Diary

The Battle for Egypt


During July 1942 the British Eighth Army and German/Italian Panzerarmee Afrika fought the decisive battle to determine control over Egypt. Prior to this, Eighth Army had suffered a recent series of defeats at Gazala, Tobruk and Mersa Matruh thus prompting the British to conduct a last ditch stand in the vicinity of an unassuming railway stop at El Alamein located some 60 miles west of Alexandria. If the British failed to hold the Germans and Italians here, there was little that would prevent them from advancing all the way to the Nile Delta thus handing them control over most of Egypt and potentially compromising the entire British position in the Eastern Mediterranean.

The battle for dominion over Egypt started on 1 July when the leading formations of the German/Italian Panzerarmee Afrika launched their initial assaults against the British defensive positions along the El Alamein line. Initially, the Axis forces, under the command of German Field Marshal Erwin Rommel, were unable to make any significant headway against the stout British defences. The fighting continued for a full month as both sides launched a series of attacks and counter attacks to try to gain a battlefield advantage over their opponents. A regular tactic employed by the British at this time was to target the Panzerarmee’s less reliable Italian formations thus scoring a number of local victories that forced Rommel to send his increasingly overstretched German formations to redress the situations.

Some prime examples of this occurred on 3 July when the 2nd New Zealand Division severely mauled the Italian Ariete Division seizing 44 guns and 350 prisoners. A week later the 9th Australian and 1st South African Divisions launched coordinated attacks towards Tel el Eisa and Tel el Makh Khan along the northern portion of the battlefield that gained local territory and largely destroyed the Italian Sabratha Division and the German Signals Intercept Company 621, During this fighting, the Australians were particularly successful taking 3,708 prisoners and inflicting an estimated 2,000 other casualties on their opponents. On 14–16 July the 2nd New Zealand Division and 5th Indian Brigade severely mauled the Italian Pavia and Brescia Divisions on the Ruweisat Ridge collecting another 2,000 prisoners. Finally, on the 17th the 9th Australian Division with British armour support launched a new attack against the Miteirya Ridge where they inflicted heavy losses on the Italian Trento and Trieste Divisions, including the seizure of another 736 prisoners.

By the middle of the month, the ongoing disintegration of these Italian formations, dwindling Axis tank strength and their increasingly difficult supply situation clearly signalled that Rommel had failed in his bid to attain a decisive victory along the El Alamein line. In the last ten days of the fighting, the initiative swung to the British as they sought to attain a knockout blow against their overextended opponents. On the 21st and 22nd various Indian, New Zealand, Australian and British units attacked along a number of points in and around the Ruweisat Ridge and coastal area where they made some initial progress, but then quickly bogged down or were thrown back due to poor follow-up by their supporting arms. Similar results occurred four days later when the Australian 24th and British 69th Brigades launched attacks along the Miteirya Ridge and towards Deir el Dhib. Once again, the assaulting units attained their initial objectives, but were subsequently pushed back by German counter-attacks when their supporting arms failed to arrive.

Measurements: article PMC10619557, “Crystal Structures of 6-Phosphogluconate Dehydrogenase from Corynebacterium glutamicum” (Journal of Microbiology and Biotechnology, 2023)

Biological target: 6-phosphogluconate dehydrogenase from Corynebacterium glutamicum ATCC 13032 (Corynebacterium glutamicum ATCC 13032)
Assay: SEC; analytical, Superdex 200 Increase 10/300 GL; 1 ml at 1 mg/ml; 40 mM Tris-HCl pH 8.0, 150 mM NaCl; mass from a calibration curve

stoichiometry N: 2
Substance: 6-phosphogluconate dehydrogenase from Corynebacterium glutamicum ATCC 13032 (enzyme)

At the end of July, the fighting finally subsided as exhaustion forced both armies to pause and regroup. With this, what became known as the first battle of El Alamein came to an end. In an overriding sense, both armies had fought each other to a stalemate, but for the British, stalemate equalled victory. Paramount above everything else, the Eighth Army had succeeded in blunting Rommel’s drive to the Nile Delta, thus securing Britain’s continued presence in Egypt and the Eastern Mediterranean. In doing so, it had inflicted heavy losses upon Panzerarmee Afrika, including the seizure of 7,287 prisoners during the period of 1–30 July (of which 6,122 were Italians). Added to this were thousands of additional Axis soldiers that were killed or wounded during the month-long struggle. Likewise, the battle’s outcome put the British in an advantageous position to seize the strategic initiative. Unable to advance and unwilling to pull back, Rommel now found himself at the end of a long and tenuous supply line. By comparison, Eighth Army was literally only a few dozen miles from its key logistical bases. Thus, the British were far better situated to build-up and replenish their forces than was Rommel. They would soon make him pay dearly for his overextension. Yet, for all of its advantages, the cost of this victory had been high as British casualties for the battle numbered roughly 13,250.

Pictured here are a 25-pounder field gun of the 11th Field Regiment, Royal Artillery, and a Humber Mk II armoured car of the 12th Royal Lancers during the fighting around El Alamein in July 1942. Windows (Sgt) and McLaren (Lieut), No 1 Army Film & Photographic Unit, Public Domain. For more information on this and other related topics, see Blue Water War, the Maritime Struggle in the Mediterranean and Middle East, 1940-1945.

Standard